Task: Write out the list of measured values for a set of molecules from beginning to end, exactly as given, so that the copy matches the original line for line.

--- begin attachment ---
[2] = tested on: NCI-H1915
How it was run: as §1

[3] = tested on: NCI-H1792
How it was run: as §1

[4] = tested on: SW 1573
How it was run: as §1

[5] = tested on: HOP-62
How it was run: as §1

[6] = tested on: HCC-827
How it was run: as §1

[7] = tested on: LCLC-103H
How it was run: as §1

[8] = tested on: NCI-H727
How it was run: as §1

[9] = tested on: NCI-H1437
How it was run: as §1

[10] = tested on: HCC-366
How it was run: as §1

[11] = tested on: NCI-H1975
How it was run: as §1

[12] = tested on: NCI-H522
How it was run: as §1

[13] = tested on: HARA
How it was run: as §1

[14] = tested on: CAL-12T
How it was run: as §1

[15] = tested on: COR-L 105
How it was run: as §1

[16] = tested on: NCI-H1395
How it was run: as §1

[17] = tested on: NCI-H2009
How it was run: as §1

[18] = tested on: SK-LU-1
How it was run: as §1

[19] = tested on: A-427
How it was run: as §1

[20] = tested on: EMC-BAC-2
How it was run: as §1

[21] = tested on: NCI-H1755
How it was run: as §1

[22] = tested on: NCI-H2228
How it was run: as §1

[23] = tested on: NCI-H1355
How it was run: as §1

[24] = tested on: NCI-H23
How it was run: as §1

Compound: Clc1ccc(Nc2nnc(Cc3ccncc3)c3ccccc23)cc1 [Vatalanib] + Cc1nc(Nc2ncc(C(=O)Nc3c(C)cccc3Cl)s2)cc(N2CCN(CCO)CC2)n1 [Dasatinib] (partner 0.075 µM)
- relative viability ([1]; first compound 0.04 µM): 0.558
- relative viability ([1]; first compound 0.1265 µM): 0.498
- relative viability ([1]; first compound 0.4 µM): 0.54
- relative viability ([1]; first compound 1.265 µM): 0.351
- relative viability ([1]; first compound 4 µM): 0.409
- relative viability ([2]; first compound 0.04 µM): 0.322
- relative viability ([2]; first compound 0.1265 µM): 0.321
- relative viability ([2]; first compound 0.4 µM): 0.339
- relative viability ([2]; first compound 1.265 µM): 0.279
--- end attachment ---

[2] = tested on: NCI-H1915
How it was run: as §1

[3] = tested on: NCI-H1792
How it was run: as §1

[4] = tested on: SW 1573
How it was run: as §1

[5] = tested on: HOP-62
How it was run: as §1

[6] = tested on: HCC-827
How it was run: as §1

[7] = tested on: LCLC-103H
How it was run: as §1

[8] = tested on: NCI-H727
How it was run: as §1

[9] = tested on: NCI-H1437
How it was run: as §1

[10] = tested on: HCC-366
How it was run: as §1

[11] = tested on: NCI-H1975
How it was run: as §1

[12] = tested on: NCI-H522
How it was run: as §1

[13] = tested on: HARA
How it was run: as §1

[14] = tested on: CAL-12T
How it was run: as §1

[15] = tested on: COR-L 105
How it was run: as §1

[16] = tested on: NCI-H1395
How it was run: as §1

[17] = tested on: NCI-H2009
How it was run: as §1

[18] = tested on: SK-LU-1
How it was run: as §1

[19] = tested on: A-427
How it was run: as §1

[20] = tested on: EMC-BAC-2
How it was run: as §1

[21] = tested on: NCI-H1755
How it was run: as §1

[22] = tested on: NCI-H2228
How it was run: as §1

[23] = tested on: NCI-H1355
How it was run: as §1

[24] = tested on: NCI-H23
How it was run: as §1

Compound: Clc1ccc(Nc2nnc(Cc3ccncc3)c3ccccc23)cc1 [Vatalanib] + Cc1nc(Nc2ncc(C(=O)Nc3c(C)cccc3Cl)s2)cc(N2CCN(CCO)CC2)n1 [Dasatinib] (partner 0.075 µM)
- relative viability ([1]; first compound 0.04 µM): 0.558
- relative viability ([1]; first compound 0.1265 µM): 0.498
- relative viability ([1]; first compound 0.4 µM): 0.54
- relative viability ([1]; first compound 1.265 µM): 0.351
- relative viability ([1]; first compound 4 µM): 0.409
- relative viability ([2]; first compound 0.04 µM): 0.322
- relative viability ([2]; first compound 0.1265 µM): 0.321
- relative viability ([2]; first compound 0.4 µM): 0.339
- relative viability ([2]; first compound 1.265 µM): 0.279